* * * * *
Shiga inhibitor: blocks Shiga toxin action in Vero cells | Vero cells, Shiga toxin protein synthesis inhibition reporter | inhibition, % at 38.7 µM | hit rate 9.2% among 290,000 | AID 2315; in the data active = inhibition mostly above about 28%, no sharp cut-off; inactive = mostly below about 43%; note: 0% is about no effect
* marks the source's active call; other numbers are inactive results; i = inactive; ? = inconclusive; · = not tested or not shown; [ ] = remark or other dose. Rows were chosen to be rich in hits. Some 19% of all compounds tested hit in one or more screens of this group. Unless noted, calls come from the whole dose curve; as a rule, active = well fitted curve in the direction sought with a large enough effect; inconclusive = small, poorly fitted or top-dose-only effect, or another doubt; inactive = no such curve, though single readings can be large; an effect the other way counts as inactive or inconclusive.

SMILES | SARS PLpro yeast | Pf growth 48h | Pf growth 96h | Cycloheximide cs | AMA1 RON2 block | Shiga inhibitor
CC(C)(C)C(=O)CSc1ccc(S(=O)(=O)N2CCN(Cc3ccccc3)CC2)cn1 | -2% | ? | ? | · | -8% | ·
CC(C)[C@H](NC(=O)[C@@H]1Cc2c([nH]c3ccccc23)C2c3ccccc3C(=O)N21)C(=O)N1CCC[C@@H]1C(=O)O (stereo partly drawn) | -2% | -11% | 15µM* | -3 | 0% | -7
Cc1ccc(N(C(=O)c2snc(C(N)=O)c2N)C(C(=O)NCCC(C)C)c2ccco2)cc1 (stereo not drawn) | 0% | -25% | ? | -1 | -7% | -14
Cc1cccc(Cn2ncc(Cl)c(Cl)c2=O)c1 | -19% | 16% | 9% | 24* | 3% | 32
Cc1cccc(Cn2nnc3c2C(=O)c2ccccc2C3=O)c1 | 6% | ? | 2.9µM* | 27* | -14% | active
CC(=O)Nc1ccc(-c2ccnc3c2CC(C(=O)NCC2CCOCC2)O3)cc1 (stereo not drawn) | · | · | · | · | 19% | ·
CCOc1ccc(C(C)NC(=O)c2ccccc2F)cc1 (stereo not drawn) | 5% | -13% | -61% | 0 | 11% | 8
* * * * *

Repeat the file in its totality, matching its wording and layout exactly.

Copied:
Shiga inhibitor: blocks Shiga toxin action in Vero cells | Vero cells, Shiga toxin protein synthesis inhibition reporter | inhibition, % at 38.7 µM | hit rate 9.2% among 290,000 | AID 2315; in the data active = inhibition mostly above about 28%, no sharp cut-off; inactive = mostly below about 43%; note: 0% is about no effect
* marks the source's active call; other numbers are inactive results; i = inactive; ? = inconclusive; · = not tested or not shown; [ ] = remark or other dose. Rows were chosen to be rich in hits. Some 19% of all compounds tested hit in one or more screens of this group. Unless noted, calls come from the whole dose curve; as a rule, active = well fitted curve in the direction sought with a large enough effect; inconclusive = small, poorly fitted or top-dose-only effect, or another doubt; inactive = no such curve, though single readings can be large; an effect the other way counts as inactive or inconclusive.

SMILES | SARS PLpro yeast | Pf growth 48h | Pf growth 96h | Cycloheximide cs | AMA1 RON2 block | Shiga inhibitor
CC(C)(C)C(=O)CSc1ccc(S(=O)(=O)N2CCN(Cc3ccccc3)CC2)cn1 | -2% | ? | ? | · | -8% | ·
CC(C)[C@H](NC(=O)[C@@H]1Cc2c([nH]c3ccccc23)C2c3ccccc3C(=O)N21)C(=O)N1CCC[C@@H]1C(=O)O (stereo partly drawn) | -2% | -11% | 15µM* | -3 | 0% | -7
Cc1ccc(N(C(=O)c2snc(C(N)=O)c2N)C(C(=O)NCCC(C)C)c2ccco2)cc1 (stereo not drawn) | 0% | -25% | ? | -1 | -7% | -14
Cc1cccc(Cn2ncc(Cl)c(Cl)c2=O)c1 | -19% | 16% | 9% | 24* | 3% | 32
Cc1cccc(Cn2nnc3c2C(=O)c2ccccc2C3=O)c1 | 6% | ? | 2.9µM* | 27* | -14% | active
CC(=O)Nc1ccc(-c2ccnc3c2CC(C(=O)NCC2CCOCC2)O3)cc1 (stereo not drawn) | · | · | · | · | 19% | ·
CCOc1ccc(C(C)NC(=O)c2ccccc2F)cc1 (stereo not drawn) | 5% | -13% | -61% | 0 | 11% | 8